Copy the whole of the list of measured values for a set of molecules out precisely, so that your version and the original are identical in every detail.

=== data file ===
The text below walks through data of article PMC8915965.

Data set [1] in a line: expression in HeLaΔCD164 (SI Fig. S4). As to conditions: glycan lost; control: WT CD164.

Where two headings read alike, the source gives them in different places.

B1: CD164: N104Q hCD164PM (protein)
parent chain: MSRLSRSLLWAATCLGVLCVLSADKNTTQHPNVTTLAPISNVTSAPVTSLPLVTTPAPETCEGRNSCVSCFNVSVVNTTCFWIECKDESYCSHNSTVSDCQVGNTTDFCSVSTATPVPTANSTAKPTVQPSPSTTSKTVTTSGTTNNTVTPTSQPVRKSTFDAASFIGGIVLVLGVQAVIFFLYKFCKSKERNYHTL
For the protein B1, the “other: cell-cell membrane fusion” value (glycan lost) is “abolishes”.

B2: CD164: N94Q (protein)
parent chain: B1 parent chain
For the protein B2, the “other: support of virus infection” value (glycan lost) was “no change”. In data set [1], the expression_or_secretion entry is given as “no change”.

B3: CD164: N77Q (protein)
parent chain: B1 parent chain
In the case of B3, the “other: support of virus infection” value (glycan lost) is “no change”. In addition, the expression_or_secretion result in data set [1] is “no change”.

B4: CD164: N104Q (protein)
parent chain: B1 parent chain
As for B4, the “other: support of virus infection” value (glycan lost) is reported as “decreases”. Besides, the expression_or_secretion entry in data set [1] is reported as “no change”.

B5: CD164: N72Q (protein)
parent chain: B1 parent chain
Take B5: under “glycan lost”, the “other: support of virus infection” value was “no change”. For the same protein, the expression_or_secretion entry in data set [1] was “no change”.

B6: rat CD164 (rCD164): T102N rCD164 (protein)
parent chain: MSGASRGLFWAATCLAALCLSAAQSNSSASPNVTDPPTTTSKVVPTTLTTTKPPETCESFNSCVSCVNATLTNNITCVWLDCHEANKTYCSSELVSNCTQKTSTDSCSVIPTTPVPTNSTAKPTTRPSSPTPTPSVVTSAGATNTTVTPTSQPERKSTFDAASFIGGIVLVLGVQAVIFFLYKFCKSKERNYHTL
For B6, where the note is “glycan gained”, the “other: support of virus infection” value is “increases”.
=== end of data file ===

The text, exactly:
The text below walks through data of article PMC8915965.

Data set [1] in a line: expression in HeLaΔCD164 (SI Fig. S4). As to conditions: glycan lost; control: WT CD164.

Where two headings read alike, the source gives them in different places.

B1: CD164: N104Q hCD164PM (protein)
parent chain: MSRLSRSLLWAATCLGVLCVLSADKNTTQHPNVTTLAPISNVTSAPVTSLPLVTTPAPETCEGRNSCVSCFNVSVVNTTCFWIECKDESYCSHNSTVSDCQVGNTTDFCSVSTATPVPTANSTAKPTVQPSPSTTSKTVTTSGTTNNTVTPTSQPVRKSTFDAASFIGGIVLVLGVQAVIFFLYKFCKSKERNYHTL
For the protein B1, the “other: cell-cell membrane fusion” value (glycan lost) is “abolishes”.

B2: CD164: N94Q (protein)
parent chain: B1 parent chain
For the protein B2, the “other: support of virus infection” value (glycan lost) was “no change”. In data set [1], the expression_or_secretion entry is given as “no change”.

B3: CD164: N77Q (protein)
parent chain: B1 parent chain
In the case of B3, the “other: support of virus infection” value (glycan lost) is “no change”. In addition, the expression_or_secretion result in data set [1] is “no change”.

B4: CD164: N104Q (protein)
parent chain: B1 parent chain
As for B4, the “other: support of virus infection” value (glycan lost) is reported as “decreases”. Besides, the expression_or_secretion entry in data set [1] is reported as “no change”.

B5: CD164: N72Q (protein)
parent chain: B1 parent chain
Take B5: under “glycan lost”, the “other: support of virus infection” value was “no change”. For the same protein, the expression_or_secretion entry in data set [1] was “no change”.

B6: rat CD164 (rCD164): T102N rCD164 (protein)
parent chain: MSGASRGLFWAATCLAALCLSAAQSNSSASPNVTDPPTTTSKVVPTTLTTTKPPETCESFNSCVSCVNATLTNNITCVWLDCHEANKTYCSSELVSNCTQKTSTDSCSVIPTTPVPTNSTAKPTTRPSSPTPTPSVVTSAGATNTTVTPTSQPERKSTFDAASFIGGIVLVLGVQAVIFFLYKFCKSKERNYHTL
For B6, where the note is “glycan gained”, the “other: support of virus infection” value is “increases”.